I have a management plan to share data.  I’ve de-identified my transcripts but am still reluctant to make my interview data publicly available.  I want to include my survey data into ICPSR but wonder how to frame my intent on deposit in a way that won’t scare potential participants.  You want to be responsible to your participants but also be transparent in research methods and engage in data sharing.

What barriers have you faced in trying to work openly?
In public health genetics, funding is a big issue.  It isn’t like other departments where you’re guaranteed a certain amount.  Since my work is interdisciplinary, it fits everywhere and nowhere.   

I would love to publish in open access journals but I have no idea where funding for article processing charges would come from.  Younger investigators are less likely to have the funding to publish in open access journals.  Some grants don’t let you use funds for article processing charges either.  The National Institute of Health is changing their approach to prioritize early career investigators for funding.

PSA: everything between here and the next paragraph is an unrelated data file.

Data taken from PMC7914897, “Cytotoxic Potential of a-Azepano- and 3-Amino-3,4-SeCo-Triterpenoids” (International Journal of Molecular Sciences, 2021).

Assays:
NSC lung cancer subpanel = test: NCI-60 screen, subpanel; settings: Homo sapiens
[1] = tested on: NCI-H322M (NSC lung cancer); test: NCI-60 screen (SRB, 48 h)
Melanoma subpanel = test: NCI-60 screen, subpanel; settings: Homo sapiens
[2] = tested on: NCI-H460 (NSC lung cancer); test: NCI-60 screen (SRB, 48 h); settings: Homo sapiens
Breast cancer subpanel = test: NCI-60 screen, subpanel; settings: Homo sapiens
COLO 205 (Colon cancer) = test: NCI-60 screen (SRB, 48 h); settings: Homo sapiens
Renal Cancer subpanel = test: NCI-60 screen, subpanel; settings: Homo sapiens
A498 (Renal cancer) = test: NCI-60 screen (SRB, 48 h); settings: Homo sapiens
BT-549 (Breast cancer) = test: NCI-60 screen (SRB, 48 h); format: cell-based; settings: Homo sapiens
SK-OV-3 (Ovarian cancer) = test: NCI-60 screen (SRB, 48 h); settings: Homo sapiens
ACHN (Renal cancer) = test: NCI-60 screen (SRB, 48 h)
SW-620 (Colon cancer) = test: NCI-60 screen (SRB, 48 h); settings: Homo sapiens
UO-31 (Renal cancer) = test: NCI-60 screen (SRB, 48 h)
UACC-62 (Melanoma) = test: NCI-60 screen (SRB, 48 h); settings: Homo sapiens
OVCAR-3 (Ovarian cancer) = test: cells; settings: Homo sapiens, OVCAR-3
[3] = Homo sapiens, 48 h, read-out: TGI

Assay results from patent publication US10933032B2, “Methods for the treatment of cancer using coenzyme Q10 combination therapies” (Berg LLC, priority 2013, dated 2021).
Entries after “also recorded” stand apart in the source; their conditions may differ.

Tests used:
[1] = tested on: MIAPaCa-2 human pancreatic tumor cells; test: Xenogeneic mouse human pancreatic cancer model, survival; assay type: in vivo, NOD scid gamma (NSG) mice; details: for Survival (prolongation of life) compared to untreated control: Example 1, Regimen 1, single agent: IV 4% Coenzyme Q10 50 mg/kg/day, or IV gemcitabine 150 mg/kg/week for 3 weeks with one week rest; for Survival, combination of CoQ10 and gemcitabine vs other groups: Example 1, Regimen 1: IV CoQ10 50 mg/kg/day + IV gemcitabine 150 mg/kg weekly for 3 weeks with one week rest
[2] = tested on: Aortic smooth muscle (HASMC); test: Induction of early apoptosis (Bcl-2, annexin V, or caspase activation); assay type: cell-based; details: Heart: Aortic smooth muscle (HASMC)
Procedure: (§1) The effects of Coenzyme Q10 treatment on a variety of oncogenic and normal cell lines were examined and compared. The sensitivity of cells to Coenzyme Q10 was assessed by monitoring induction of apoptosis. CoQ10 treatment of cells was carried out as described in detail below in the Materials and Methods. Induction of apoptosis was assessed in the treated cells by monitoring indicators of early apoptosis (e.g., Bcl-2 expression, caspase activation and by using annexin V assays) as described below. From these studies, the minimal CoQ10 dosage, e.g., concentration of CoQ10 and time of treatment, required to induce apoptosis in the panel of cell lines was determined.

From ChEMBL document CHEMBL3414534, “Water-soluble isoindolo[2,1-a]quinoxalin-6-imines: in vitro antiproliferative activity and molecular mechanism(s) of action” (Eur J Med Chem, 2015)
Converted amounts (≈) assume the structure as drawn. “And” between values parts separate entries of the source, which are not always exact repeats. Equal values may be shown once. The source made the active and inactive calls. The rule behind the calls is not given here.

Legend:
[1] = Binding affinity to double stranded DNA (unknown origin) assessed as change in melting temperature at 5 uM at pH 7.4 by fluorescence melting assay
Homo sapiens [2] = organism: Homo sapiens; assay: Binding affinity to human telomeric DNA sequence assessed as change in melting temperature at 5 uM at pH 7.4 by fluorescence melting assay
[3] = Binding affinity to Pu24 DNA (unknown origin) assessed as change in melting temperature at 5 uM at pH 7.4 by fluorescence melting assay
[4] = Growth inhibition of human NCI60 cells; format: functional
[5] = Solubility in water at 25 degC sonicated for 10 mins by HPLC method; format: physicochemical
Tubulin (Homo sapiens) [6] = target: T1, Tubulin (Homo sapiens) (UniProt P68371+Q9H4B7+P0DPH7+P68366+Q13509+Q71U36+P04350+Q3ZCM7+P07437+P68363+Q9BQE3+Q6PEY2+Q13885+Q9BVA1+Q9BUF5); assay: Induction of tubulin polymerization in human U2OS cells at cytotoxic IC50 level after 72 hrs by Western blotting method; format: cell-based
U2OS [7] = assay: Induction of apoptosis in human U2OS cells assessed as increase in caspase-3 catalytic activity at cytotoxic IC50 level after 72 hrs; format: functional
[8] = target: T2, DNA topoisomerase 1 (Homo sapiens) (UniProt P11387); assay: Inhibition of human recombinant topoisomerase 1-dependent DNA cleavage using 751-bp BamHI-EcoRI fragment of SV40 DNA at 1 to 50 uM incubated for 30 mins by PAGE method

I have the advantage of being able to define my projects.  It can be challenging, though, as I have to define what I want to do and find mentors.  I’m lucky to have an advisor who is really supportive.

What skills have you had to learn in order to work openly?
I had never done qualitative analysis so I took classes in that.  Learning how to interview was a challenge, and I learned through practice.  I’m an introvert and still get nervous before interviews.

I’ve learned soft skills, too, like writing succinctly for different audiences. Prioritization, time management, and managing are really important.  I keep coming back to what Kelly Edwards (Associate Dean of the Graduate School) said about doing things that are “good enough.”  Sometimes you just have to stop and be okay with that.

Another soft skill was learning to develop a professional voice on social media.  I joined Twitter when I started the blog.  I’ve tried to establish a presence there, and I’ve thought about Internet hygiene and how best to interact with others senior to me.  I’ll use Twitter to recruit for my survey once it is ready.

Why do you work openly?
Honestly, it is more fun to write the blog.  I can hunker down and work on a paper for a year and share little bits along the way.  I can have a conversation with others about my work.  I get ideas that will make the work better as well.